I guess, ultimately, eventually, sometime before I’m dead, the goal is to move away from full-time work and ladder-climbing and so on, and towards an impoverished writerly existence, so all of that is stuff that needs to be taken into account and balanced.

Unless I start subsisting on No-Doz rather than my current morning double espresso, anyway.

Double espresso… mmm… you do want to be thinking about the excursion to Sweden in May as we have a Gaggia and everyfink!

6. Where do you get your inspiration for writing and who are your favourite authors?

Excursionto Sweden? I think I’m scamming the Swedes enough by pretending to be a member of the Melbourne Uni Scandinavian Club even though I have absolutely right to be there since a) I’ve never had anything to do with Scandinavia and b) I’m no longer a Melbourne Uni student.

Well, in terms of inspiration, it can be anything along the spectrum of ‘ooh, brilliant epiphany!’ or staring at my computer monitor for a few hours until I’m forced to write something so that I don’t feel guilty for wasting so much time and being such a bum.

I do love quirky stories and sentences, and am absolutely without remorse when it comes to shamelessly stealing stories and characters and settings from my friends and family and so on. Pretty much everything that happened in ‘The Ringing Sound of Death on the Water Tank‘, for example, is almost entirely true, but happened over a longer period of time than in the story.I think people are getting used to my ubiquitous ‘hahaha! That’s so going in a story!’, which can be either very flattering for them, or a very effective behaviour-modifying threat.

I have been making a concerted effort to read widely, which has affected my subject matter, definitely, as well as my approach to prose and structure and so on.

I did a brief run through a bunch of Japanese authors last year, and read a bunch of Kawabata, Oe, Mishima, and Soseki, all of whom have very different styles.

I’m working on some contemporary Italian stuff at the moment, and have been reading a bit of Italo Calvino, Umberto Eco, and Francesca Duranti, the last having become one of my new favourite authors.

I’ve also been stuck on page 233 of Proust’s Remembrance of Things Past for several months now, but have very good intentions when it comes to finishing that book (or at least the first volume).

I picked up a few books by Salley Vickers recently, too, and quite enjoyed those, and have been trying to get back into the Russian with some Nabokov and Leonid Tsypkin.

I don’t really have any firm favourites as such, the sort that I’d cherish above all others and save from a burning house etc etc, but different authors work for me in different ways and give me different ideas as to things to try out or to attempt to incorporate into my own work.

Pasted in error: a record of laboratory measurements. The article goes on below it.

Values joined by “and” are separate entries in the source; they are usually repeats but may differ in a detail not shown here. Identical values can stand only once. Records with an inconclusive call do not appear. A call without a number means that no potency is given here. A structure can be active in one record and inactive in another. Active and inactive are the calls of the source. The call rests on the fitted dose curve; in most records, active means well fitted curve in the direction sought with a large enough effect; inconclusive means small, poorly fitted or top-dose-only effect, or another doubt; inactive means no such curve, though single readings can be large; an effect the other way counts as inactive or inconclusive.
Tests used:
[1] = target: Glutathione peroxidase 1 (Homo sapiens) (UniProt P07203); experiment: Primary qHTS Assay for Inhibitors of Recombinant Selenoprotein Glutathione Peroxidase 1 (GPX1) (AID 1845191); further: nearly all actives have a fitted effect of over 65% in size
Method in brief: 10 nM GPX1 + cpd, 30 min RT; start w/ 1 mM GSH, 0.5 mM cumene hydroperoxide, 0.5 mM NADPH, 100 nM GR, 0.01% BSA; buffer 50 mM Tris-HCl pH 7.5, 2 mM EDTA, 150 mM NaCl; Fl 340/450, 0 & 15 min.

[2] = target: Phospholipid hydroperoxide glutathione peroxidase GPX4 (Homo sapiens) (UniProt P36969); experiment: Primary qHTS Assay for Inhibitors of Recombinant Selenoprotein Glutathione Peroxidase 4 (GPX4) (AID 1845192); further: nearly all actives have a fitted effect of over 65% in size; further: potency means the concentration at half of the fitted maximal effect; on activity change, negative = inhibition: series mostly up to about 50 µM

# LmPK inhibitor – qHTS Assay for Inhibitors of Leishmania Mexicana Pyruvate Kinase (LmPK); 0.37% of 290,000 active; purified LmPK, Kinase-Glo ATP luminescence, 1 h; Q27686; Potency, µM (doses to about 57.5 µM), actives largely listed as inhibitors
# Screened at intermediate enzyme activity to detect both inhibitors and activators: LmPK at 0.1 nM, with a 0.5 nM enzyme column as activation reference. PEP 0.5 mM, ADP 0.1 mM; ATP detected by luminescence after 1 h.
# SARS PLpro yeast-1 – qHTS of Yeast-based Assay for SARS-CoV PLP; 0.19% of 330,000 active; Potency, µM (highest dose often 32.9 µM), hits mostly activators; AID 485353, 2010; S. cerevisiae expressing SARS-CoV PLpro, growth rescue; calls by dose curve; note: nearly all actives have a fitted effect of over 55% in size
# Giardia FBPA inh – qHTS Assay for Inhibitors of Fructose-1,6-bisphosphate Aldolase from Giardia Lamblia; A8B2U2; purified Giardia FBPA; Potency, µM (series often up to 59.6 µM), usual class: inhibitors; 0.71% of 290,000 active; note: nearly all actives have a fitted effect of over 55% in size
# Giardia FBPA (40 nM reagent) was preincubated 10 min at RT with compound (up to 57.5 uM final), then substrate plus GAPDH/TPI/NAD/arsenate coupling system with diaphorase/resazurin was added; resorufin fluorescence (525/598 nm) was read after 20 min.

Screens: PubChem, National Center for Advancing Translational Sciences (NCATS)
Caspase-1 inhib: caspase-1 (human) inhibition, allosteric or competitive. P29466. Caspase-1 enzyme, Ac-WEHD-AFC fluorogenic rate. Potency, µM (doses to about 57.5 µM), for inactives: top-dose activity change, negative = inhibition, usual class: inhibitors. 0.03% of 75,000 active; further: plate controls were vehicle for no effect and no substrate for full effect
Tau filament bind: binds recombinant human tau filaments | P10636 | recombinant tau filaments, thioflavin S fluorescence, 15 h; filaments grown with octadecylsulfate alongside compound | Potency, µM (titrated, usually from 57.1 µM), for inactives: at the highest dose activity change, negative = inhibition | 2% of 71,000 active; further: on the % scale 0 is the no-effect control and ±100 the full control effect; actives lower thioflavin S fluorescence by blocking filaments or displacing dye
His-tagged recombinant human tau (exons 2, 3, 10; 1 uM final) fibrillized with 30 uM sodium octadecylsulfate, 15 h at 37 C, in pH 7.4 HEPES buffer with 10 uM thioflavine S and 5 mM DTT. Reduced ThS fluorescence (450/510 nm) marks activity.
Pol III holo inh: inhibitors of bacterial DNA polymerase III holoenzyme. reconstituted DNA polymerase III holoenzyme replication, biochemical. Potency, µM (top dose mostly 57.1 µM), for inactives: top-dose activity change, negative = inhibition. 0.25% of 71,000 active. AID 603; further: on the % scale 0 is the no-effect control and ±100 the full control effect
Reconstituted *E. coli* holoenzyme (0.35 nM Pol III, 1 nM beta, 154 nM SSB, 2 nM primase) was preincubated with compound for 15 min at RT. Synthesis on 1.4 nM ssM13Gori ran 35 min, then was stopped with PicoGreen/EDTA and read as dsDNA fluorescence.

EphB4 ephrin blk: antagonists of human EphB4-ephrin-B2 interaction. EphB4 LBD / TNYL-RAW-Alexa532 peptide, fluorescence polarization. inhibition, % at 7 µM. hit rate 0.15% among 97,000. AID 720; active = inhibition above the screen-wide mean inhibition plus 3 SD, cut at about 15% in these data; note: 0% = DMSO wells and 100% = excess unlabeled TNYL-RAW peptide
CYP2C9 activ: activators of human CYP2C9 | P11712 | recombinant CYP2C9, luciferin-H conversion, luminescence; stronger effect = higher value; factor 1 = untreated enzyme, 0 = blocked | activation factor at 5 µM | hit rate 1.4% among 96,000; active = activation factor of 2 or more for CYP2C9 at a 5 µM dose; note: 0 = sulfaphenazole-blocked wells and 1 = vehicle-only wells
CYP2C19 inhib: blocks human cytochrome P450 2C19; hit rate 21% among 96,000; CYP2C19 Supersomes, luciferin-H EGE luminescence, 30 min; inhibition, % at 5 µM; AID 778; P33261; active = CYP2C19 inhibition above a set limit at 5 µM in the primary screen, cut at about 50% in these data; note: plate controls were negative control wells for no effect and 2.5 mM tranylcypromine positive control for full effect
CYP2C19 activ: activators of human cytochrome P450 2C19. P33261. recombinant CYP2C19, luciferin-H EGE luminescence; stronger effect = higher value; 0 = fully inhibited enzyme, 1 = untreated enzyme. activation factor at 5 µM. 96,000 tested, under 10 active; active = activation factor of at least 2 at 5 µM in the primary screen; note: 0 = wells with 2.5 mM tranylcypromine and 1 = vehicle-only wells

7. What’s your opinion of the Australian Speculative scene these days, is it moving forward are there writers, editors and publishing houses we should be looking out for?

Now you’ve backed me into a corner! To be honest, I haven’t the faintest idea, as I’ve spent so much time reading widely that I somewhat neglected the reading narrowly bit. Oops. I just did a quick scan of my bookshelf to try to redeem myself, but about the only Aussie content that I have (and have actually read) is Christos Tsiolkas’s Dead Europe, some stuff by Ivan Southall, Ben Peek’s 26 Lies/One Truth, Dreaming Down Under, and that hideous thing with the platypus spaceship on the front.

I’ve been reading a bit online here and there, and with my LJ stalkery ways, have some idea as to who’s who (although, you know, it’s all relative), but nothing much really stands out for me. To be honest, from my very limited knowledge of the ‘scene’, it seems as though there’s a lot of pretty dull, staid stuff out there that’s competent but nothing special–I’d be hard-pressed to find a story I actually liked out of those two anthologies, for example. I’m certainly looking forward to someone bashing about at the boundaries a bit, even if they’re not entirely successful in achieving whatever it is they’re setting out to do. I’m not looking for fictional anarchy or some such, though; I’m just curious to see what people can come up with when they’re not hemmed in by what can be rather tedious notions of how to write a ‘proper’ story and so on I’ll be happily proven wrong, though. Feel free to sit me down and put me through a guided reading course.

This is the Campisi I know… *grins*

I don’t think it should be a given that writers writing in the speculative fiction scene should naturally be following it too. I’d be dismayed to hear this answer from a publisher however.

8. So what are your free time activities when you’re not writing?

Just to pick up on the last thread of conversation and to be all ornery and grumpy–I do think I am following it, but not necessarily in the particularly narrow way that seems to be the norm.

I’m certainly reading across a vast spectrum of speculative fiction that spans the most garish, tacky rot to very subtle and strange and beautiful writing that only hints at something slightly unusual.